Item #: 1258-8
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Author: James B. Collins III
Copyright: 2008
First Printed: 12-13-2007

In many places around the world the reality of the sacrificial nature of the Mass has been seriously down-played to the detriment of the spiritual life of the faithful. Pope John Paul II lamented this in his encyclical, Icclesia de Eucharistia (No. 10) where he addressed his concern at the current state of affairs, saying, “at times one encounters an extremely reductive understanding of the Eucharistic mystery. Stripped of its sacrificial meaning, it is celebrated as if it were simply a fraternal banquet.” Speaking about the impact on the ordained priesthood he went on to say, “Furthermore, the necessity of the ministerial priesthood, grounded in apostolic succession, is at times obscured and the sacramental nature of the Eucharist is reduced to its mere effectiveness as a form of proclamation.” The present work examines this whole question in depth, showing how, especially in the Roman Canon, the sacrificial nature of the Mass is emphasized and expressed as it always ought to be.

About the Author: Rev. James B. Collins, III was ordained to the Catholic priesthood in 2004 from St. Joseph’s Seminary, Dunwoodie, where he earned an M.Div. and a master’s degree in dogmatic theology. Since then, he has served in the Archdiocese of New York at the Church of St. Teresa, Staten Island and in the Archdiocese for the Military Services in the chaplain corps of the United States Army Reserves and New York Army National Guard. Prior to entering the seminary, Fr. Collins worked as an investigator for the New York office of the Federal Bureau of Investigation.

Book: 96 pages
ISBN: 978-0-81891258-0
Prod. Code: 1258-8


Reviews

          Two errors have bedeviled Eucharisic theology in the post-Vatican II era: a loss of understanding and appreciation of the Real Presence and an emphasis on the sacrament as meal to the lost understanding of its sacrificial nature. The Mass as Sacrifice wants to remedy the latter error.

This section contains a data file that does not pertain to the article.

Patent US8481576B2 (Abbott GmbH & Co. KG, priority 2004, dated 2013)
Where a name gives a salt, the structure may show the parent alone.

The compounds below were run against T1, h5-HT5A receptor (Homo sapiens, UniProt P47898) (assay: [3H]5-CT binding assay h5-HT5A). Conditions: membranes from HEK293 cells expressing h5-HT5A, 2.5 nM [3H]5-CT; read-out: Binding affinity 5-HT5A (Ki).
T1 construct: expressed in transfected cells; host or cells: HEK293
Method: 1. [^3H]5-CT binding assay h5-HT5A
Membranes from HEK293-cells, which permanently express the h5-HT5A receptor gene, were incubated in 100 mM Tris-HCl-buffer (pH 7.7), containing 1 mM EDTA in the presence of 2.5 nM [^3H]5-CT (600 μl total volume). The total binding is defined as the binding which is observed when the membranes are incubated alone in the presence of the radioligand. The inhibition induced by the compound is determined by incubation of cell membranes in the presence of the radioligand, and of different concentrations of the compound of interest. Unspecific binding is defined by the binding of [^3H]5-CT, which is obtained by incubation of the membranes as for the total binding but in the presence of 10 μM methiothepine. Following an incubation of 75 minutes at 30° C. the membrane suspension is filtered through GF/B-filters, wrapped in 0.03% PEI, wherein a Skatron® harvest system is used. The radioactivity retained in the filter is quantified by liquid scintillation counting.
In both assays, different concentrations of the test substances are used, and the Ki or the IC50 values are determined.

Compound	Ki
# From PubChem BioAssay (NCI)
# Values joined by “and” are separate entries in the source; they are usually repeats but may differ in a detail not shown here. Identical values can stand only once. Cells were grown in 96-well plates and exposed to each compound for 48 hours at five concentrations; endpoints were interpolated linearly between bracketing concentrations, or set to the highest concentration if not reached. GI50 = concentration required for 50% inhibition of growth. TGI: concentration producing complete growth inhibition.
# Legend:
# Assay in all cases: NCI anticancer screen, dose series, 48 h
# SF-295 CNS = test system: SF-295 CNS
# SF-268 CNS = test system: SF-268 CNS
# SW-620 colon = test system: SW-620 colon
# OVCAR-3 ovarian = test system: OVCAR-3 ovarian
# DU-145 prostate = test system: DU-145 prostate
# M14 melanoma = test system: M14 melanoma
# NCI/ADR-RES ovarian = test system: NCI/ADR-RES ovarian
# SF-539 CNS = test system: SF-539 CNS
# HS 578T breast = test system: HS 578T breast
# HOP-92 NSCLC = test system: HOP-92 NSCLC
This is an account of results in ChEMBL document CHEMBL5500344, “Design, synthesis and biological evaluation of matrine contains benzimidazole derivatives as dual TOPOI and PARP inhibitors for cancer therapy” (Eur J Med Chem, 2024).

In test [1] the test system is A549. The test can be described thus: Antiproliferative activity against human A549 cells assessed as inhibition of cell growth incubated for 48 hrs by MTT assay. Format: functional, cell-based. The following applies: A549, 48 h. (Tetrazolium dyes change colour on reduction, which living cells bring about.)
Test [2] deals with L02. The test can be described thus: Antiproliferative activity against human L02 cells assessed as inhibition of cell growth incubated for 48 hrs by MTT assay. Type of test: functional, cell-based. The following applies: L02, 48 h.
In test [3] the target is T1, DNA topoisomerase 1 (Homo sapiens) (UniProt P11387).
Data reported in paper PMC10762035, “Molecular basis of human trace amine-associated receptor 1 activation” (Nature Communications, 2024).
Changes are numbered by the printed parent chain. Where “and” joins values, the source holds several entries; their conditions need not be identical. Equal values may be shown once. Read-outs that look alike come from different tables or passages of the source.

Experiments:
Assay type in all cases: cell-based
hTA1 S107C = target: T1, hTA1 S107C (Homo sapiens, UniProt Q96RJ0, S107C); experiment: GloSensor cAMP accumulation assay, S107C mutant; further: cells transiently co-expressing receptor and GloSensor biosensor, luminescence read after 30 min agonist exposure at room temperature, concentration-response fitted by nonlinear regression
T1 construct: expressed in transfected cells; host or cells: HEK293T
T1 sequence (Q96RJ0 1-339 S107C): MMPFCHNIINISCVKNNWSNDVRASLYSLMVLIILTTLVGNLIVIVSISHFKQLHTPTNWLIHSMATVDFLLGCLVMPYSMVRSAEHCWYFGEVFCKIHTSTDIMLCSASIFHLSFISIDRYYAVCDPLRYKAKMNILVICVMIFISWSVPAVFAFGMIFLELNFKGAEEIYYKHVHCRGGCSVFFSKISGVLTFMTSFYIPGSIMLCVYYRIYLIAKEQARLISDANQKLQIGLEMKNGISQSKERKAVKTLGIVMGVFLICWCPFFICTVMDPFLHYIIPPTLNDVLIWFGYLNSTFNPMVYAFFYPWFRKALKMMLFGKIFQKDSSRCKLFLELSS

Father Collins, a New York archdiocesan priest, has assembled this little book of reflectons, with quotations from the writings of the saints and from magisterial documents, to refocus attention on the Mass as sacrifice. Two chapters discuss the theology of sacrifice. Chapter One examines sacrifice in the Old and New Testaments. Chapter Two examines it in the Tradition and magisterium, from the Church Fathers through Vatican II (with a bias towards the last century which takes up almost half of that chapter). Chapter Three studies the Roman Canon (the First Eucharistic Prayer) at length, highlighting the sacrifice-rich language in its text. That chapter is supplemented by the text of the Roman Canon, arranged in parallel columns using the Latin and current International Commission on English in the Liturgy texts, the latter of which Collins criticizes. Cardinal Edward Egan's foreward prefaces the whole book:
          "It can be said... that the reality of the sacrificial nature of the Mass and the sacrificial nature of the Eucharistic Prayers has been seriously downplayed or undermined in various ways, both by some theologians, liturgists, priests and even some bishops [Theologian] John H. McKenna writes... 'Perhaps nowhere in the realm of sacramental theology has the phrase "fighting words" been more fitting than in the case of Eucharist and sacrifice.' Pope John Paul II lamented this same fact... saying 'at times one encounters an extremely reductive understanding of the Eucharistic mystery. Stripped of its sacrificial meaning, it is celebrated as if it were simply a fraternal banquet."